As Verizon's wireline workers represented by the Communications Workers of America and International Brotherhood of Electrical Workers continue with their labor strike, consumers' view of FiOS and Verizon Wireless have plummeted.
TDS has added a mobile device support option to its Remote PC Support service, a move that reflects its customers' use of mobile devices to interact with their service provider.
CenturyLink has opened a new development center in St. Louis, a facility where it will locate teams focused on automating and developing managed services for business customers.
Rogers Communications has begun to fulfill its promise to offer 1 Gbps broadband service in parts of Toronto, but customers sounding off in DSL Reports ' forum say that availability remains "spotty."
Regulators in Portland, Ore., warned telco CenturyLink that it needs to improve its customer service or it could face financial penalties or ultimately lose its franchise deal with the city.
AT&T CEO Randall Stephenson admitted that the company "blew it" by responding to a lifelong customer who suggested changes to Stephenson on AT&T's wireless and broadband services by sending him a letter from one of its top lawyers.
Alcatel-Lucent revealed that smartphone users in four key global markets increasingly would prefer to access operators' customer service functions via a mobile application than a call centre.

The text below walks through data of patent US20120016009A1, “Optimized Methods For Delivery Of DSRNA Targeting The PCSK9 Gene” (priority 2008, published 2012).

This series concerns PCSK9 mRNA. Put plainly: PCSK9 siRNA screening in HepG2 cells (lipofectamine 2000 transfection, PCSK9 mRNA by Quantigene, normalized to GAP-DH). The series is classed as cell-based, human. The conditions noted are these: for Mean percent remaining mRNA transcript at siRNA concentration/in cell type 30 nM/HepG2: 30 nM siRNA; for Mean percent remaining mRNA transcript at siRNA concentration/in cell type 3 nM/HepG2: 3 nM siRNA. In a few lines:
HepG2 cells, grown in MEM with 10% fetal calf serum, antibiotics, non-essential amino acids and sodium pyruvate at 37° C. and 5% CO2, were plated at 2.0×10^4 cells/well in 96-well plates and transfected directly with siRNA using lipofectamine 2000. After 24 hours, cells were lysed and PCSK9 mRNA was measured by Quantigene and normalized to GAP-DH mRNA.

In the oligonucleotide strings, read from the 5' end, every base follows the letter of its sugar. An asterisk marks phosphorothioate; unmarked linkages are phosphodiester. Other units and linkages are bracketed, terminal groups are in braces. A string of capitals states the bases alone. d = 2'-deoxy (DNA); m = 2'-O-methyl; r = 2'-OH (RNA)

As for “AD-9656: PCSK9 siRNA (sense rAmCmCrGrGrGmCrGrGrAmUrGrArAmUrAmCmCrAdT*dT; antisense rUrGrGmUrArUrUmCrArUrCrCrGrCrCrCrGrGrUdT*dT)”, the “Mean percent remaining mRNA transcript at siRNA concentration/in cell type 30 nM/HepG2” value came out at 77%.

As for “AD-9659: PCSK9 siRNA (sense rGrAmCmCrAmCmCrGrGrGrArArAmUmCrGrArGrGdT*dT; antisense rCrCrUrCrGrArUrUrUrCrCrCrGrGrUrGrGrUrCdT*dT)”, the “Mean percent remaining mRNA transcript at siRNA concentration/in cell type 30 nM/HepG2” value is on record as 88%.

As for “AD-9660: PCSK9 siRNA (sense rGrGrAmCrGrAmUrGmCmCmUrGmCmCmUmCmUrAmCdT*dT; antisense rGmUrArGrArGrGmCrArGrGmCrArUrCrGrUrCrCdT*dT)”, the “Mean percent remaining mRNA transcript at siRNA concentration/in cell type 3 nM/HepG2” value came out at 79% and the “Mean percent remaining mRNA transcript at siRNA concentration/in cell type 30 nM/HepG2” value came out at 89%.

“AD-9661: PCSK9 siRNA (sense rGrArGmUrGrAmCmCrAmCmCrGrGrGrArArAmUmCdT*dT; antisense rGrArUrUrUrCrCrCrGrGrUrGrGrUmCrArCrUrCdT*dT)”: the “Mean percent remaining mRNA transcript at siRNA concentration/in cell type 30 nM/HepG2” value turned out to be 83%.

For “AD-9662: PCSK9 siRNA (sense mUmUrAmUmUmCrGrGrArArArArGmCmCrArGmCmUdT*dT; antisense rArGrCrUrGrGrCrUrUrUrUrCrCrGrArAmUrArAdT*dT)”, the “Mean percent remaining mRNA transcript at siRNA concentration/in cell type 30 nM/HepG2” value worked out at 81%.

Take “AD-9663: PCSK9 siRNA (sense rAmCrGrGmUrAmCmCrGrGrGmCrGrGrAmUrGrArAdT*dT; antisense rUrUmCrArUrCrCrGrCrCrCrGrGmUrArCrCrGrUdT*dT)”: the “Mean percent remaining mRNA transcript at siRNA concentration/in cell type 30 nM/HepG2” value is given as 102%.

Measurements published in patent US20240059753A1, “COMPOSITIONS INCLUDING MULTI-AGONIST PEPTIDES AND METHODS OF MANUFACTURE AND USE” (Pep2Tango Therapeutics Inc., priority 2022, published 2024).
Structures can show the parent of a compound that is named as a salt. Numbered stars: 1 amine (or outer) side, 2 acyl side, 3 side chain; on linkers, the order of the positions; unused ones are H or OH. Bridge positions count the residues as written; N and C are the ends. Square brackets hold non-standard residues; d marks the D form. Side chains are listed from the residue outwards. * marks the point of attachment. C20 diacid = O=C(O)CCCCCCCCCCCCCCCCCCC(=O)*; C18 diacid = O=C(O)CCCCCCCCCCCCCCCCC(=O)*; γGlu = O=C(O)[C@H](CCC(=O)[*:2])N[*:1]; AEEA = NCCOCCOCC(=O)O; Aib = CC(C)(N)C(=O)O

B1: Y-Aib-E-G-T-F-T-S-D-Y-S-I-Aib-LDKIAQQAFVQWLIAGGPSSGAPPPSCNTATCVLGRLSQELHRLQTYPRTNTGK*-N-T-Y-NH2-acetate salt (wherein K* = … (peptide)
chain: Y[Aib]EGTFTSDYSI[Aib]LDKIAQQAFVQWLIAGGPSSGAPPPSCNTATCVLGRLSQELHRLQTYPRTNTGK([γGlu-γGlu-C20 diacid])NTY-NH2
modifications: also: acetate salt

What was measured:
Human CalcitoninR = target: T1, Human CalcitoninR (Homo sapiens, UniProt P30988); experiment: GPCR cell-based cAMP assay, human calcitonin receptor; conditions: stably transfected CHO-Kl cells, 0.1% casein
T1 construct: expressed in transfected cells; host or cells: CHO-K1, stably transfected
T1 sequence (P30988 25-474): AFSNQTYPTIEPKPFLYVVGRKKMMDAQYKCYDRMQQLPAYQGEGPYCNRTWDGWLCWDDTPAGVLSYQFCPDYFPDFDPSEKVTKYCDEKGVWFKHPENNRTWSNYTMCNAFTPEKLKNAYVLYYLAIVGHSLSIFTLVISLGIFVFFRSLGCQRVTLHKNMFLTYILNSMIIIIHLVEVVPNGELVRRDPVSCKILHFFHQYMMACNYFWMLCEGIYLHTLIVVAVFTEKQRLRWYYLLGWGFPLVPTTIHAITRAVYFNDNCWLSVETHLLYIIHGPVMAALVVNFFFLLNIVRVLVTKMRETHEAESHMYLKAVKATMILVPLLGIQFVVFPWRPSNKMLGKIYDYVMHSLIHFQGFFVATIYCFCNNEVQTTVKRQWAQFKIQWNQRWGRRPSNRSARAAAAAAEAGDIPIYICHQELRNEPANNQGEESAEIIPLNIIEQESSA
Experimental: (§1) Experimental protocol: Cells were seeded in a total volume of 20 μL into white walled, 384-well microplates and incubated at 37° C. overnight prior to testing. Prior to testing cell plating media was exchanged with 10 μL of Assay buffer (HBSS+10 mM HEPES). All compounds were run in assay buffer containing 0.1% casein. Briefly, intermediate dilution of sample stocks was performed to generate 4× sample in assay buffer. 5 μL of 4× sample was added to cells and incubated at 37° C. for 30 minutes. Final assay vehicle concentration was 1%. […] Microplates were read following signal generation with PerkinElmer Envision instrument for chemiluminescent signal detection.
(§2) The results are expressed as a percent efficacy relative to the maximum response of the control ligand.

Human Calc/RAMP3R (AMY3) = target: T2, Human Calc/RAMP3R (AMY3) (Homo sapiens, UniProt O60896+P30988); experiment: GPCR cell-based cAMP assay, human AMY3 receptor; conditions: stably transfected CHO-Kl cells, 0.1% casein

Consolidated Communications is aware that Google Fiber is a formidable broadband service provider, including the markets where it also offers 1 Gbps broadband, but the century-old telco says that what differentiates them from their new competitor is customer service.
ATLANTA-- AT&T Mobility's Ralph de la Vega says he isn't sweating the competition too much. De la Vega, CEO of AT&T's Mobile & Business Solutions Group, said the carrier takes what its competitors do seriously, including aggressive moves by T-Mobile US and Sprint, but is comfortable with its place in the industry and is confident it is ahead of other carriers on connected cars, homes and the Internet of Things.
Cincinnati Bell Wireless, which is in the process of shutting down its service and selling its spectrum to Verizon Wireless, is facing criticisms from customers than the transition has been anything but smooth. Cincinnati Bell will continue to provide service to its wireless customers through Feb. 28.